Various strategies can be implemented to achieve higher CAS. Call Centre Helper offers as an example offering proactive customer service: “The key here is to contact your customers before they need to pick up the phone and contact you!
To be effective, these contacts should be timely, personalized and relevant to the consumer.”
Nonorep advises setting clear expectations and exceeding them: “Nothing is more frustrating for a consumer than wandering around in a digital world unsure of what to expect from a business, or when.
Let customers know up front what your standards and practices are. (…) Removing the customers’ uncertainty about such common issues in customer service lets them know that a company is committed to their success and satisfaction.”
5. Customer Effort Score
Otherwise called CES, it’s a combined NPS and CSAT. It is used to measure how much effort Customers have to put into a certain interaction with a company. The survey asks only one question: “Did the company make it easy for you to handle your issue?” which can be modified according to the company and situation.
Customers need to choose one of the seven answers from the scale. Beginning with “Strongly Disagree” through “Neutral” and ending with ”Strongly Agree.” To measure the score, count the average of all the collected answers.
When the number is low, it means that your Customers are putting too much effort to interact with your business. Remember that the results are only indicators of your Customers’ effortlessness, and do not delve into the reasons why some of them answered below “Neutral.”
In the study “Stop Trying to Delight Your Customers” published in the Harvard Business Review, the researchers state that they evaluated the predictive power of CSAT, NPS, and CES on the customer loyalty and it resulted in Customer Effort Score outperforming the others.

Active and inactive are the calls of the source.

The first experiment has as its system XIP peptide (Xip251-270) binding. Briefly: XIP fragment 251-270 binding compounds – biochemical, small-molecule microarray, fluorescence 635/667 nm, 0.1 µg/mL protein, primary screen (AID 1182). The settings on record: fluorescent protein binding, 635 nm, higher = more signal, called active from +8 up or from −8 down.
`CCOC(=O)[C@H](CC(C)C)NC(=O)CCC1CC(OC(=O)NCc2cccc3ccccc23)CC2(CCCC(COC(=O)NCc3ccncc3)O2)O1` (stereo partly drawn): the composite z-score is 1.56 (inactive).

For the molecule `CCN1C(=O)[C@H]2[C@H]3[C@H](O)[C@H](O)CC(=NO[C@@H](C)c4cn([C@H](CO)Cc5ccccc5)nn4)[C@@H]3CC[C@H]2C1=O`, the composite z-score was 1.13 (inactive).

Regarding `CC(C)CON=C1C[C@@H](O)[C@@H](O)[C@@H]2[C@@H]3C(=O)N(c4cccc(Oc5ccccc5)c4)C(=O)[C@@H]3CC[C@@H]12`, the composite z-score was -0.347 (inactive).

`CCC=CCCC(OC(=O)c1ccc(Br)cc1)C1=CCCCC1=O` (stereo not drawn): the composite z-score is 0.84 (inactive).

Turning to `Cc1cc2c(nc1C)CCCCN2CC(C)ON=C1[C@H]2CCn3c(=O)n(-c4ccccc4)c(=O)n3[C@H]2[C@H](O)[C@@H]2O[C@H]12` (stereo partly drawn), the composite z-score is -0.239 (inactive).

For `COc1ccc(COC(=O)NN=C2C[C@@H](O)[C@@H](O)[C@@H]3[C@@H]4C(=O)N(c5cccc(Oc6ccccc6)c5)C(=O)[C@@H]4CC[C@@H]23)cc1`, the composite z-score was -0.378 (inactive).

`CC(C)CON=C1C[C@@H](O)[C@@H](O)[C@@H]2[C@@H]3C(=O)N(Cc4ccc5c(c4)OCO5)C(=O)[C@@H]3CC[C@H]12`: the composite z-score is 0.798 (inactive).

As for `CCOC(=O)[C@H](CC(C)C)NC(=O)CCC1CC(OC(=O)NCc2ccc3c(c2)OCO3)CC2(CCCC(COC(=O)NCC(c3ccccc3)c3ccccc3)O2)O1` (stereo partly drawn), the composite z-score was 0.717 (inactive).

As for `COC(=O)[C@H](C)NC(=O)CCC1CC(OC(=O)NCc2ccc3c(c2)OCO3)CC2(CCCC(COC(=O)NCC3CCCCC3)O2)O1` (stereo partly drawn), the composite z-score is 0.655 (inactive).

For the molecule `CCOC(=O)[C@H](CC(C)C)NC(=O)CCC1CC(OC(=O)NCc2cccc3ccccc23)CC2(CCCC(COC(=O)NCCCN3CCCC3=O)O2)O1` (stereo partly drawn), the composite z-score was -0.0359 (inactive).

In this case, the CES power seems to be caused by two factors: “its ability to capture customer impressions at the transactional level (as opposed to NPS, which captures more-holistic impressions of a company) and its ability to capture negative experiences as well as positive ones.”
Authors of the Forbes-published article, “Reducing Customer Effort Is Your Best Investment” argument their statement: “Today’s customers are busy and don’t want to have to jump through hoops to get the help they need, especially if a product breaks or they have issues with service.
Reducing customer effort makes life easier for customers and improves their impression of the brand and their overall customer experience.”
If you need help with running effective customer satisfaction surveys, then here are some tips to help you with that.
Get to work and measure happiness!
Keeping your clients happy is one of the most curtail factors in maintaining a successful business. The benefits are immeasurable, but to collect them, you have to collect your Customers’ opinion.
With the Customer satisfaction metrics listed above, you will be able to assess what is the current state of your clients’ experience, how to prevent any dissatisfaction and keep the clients loyal. The better you’re at analyzing and optimizing, the more impressive will be your Customer service.
Therefore, you’ll be able to provide better overall customer experience. There are many more metrics you could take into consideration, but if you’ve never done it before, it’s better to start with some basic ones, such as NPS.
Next recommended reading: our Customer Experience Metrics guide!